In November 1939, Bonelli had been accused of graft in a pay to play liquor license scandal. Bonelli denied the accusations. It is worth noting that the LA mob made similar charges against citizen vice investigators led by Clifford Clinton. The bribe trial was unsuccessful and Bonelli continued on the SBE, eventually becoming its chair, until he was finally defeated in November 1954. At that time, Bonelli was implicated in another liquor license graft probe, in San Diego. He was indicted by the San Diego County grand jury in February 1955 and ended up fleeing to Mexico , where he died in 1970.
Los Angeles has long has a fondness for Hawaiian music and style and Hollywood films did much to romanticize the islands as a tropical paradise prior to World War II.
Pan-American’s Martin M-130, “China Clipper” conjured up images of romantic eastern ports and swaying palms under balmy tropical skies, which the airline capitalized on in its advertising. On April 28 1937 the China Clipper made history by completing the first transpacific flight by a commercial passenger airliner, landing at Hong Kong after having departed San Francisco on April 21st carrying 7 ticketed passengers. Honolulu was it first stop.
The China Clipper in Hawaii, April 1937. National Air and Space Museum photo.
The Royal Hawaiian Hotel
Matson ad in the LA Times, 3/1/1937
Harry Owens at the LaFayette in 1926.
Owens met Bing Crosby when both were performing at the Lafayette in 1926. Two of the songs crooned by Crosby in the 1937 film Waikiki Wedding, “Blue Hawaii” and “Sweet Leilani,” became standards. The latter won an Academy Award for best song that year and became Bing’s first gold record. Harry Owens, who wrote “Sweet Leilani” for his young daughter in 1934, would perform the song with his band in the 1938 film Coconut Grove.
Hollywood loved a Hawaiian/Pacific Island settings; if nothing else it was a way to get the leading lady into a grass skirt. With the talkie era, they could also capitalize on the popularity of Hawaiian music and dance.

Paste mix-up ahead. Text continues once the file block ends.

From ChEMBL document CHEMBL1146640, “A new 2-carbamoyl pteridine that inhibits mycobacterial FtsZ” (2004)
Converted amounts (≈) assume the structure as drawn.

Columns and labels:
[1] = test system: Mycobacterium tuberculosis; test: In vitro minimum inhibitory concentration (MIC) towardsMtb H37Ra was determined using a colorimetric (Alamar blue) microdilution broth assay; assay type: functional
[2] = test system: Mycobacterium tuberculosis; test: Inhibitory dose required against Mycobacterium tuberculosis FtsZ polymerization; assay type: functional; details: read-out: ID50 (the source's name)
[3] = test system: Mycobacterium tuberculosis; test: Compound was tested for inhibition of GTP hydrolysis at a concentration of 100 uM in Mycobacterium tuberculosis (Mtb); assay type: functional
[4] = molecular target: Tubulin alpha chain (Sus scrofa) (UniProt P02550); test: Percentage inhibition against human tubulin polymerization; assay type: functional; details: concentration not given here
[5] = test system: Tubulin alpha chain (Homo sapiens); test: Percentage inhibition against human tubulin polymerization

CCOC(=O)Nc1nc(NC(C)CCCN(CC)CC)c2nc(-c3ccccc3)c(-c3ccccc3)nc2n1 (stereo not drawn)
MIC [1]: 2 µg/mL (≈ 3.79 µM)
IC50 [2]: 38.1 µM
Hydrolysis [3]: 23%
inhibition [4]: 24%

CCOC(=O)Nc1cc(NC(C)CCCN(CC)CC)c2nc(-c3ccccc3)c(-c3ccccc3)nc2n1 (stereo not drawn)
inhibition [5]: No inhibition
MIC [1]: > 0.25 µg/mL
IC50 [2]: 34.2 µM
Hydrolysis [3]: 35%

Dolores del Rio in Bird of Paradise (1932)
Joan Crawford in Rain (1932) based on the Somerset Maugham short story “Sadie Thompson” and set in the South Seas.
The 1935 production of Mutiny on the Bounty, based on the 1932 novel by Charles Nordhoff and James Norman Hall, itself based on real events, sparked a flurry of South Pacific themed films, peaking in 1937.
The 1935 Mutiny on the Bounty was largely filmed in California, with some location shooting in Tahiti.
Wings over Honolulu (1937), with a naval aviator theme, starred Wendy Barrie and Ray Milland.
Monogram’s Paradise Isle had some location shooting in American Samoa. Movita, who also appeared in Mutiny on the Bounty, was actually of Mexican heritage.
The aforementioned Waikiki Wedding was filmed at Paramount’s Hollywood studio, with on-location shots made in Hawaii added post-production. bingcrosby.com photo.
Elvis was 2 when Bing sang “Blue Hawaii” in Waikiki Wedding.
The Hurricane was peak prewar Hawaiian film mania in 1937. Directed by John Ford, it featured Dorothy Lamour in a sarong and a mostly shirtless John Hall.
Filmed in late 1937 and released in 1938, Hawaii Calls borrows the name of the popular radio show and features songs by Harry Owens. The plot, of a boy stowing away on a Hawaii-bound ocean liner, seems at least partly influenced by Sol Hoopii’s life story.
Honolulu (1939) with Eleanor Powell and Robert Young, was filmed at MGM’s studio with stock footage of prewar Waikiki Beach.
Those who craved even more escapist tropical fun could drink a rum cocktail out of a coconut in a room full of bamboo and fake palm trees.
The Cocoanut Grove
Hollywood had long known the charms of swaying palms under the stars- though the palm-filled Cocoanut Grove nightclub, located in the Ambassador Hotel, was thinking more sheik-desert-sand-palms than Hawaiian palms when it opened in 1922. The palms are supposed to have been left over from the film sets for Rudolph Valentino’s The Sheik. Well, maybe.
Though sheik-mania was soon passé, the Grove’s swaying palms held their lure for decades to come.
A fashion show at the Cocoanut Grove c. 1937. LAPL photo.
The 1938 film Cocoanut Grove featured the song “Dreamy Hawaiian Moon” written by Harry Owens.
Kings Tropical Inn
Located on Washington Boulevard near West Adams in Culver CIty, Kings Tropical Inn was opened by John G. King in late 1925. The specialty of the house may have been southern-style chicken but the lush landscaping and interior decor were worthy of the name.
The restaurant burned down on February 17, 1930 and was rebuilt at the same site two months later in a Spanish/Moorish style with even more tropical foliage.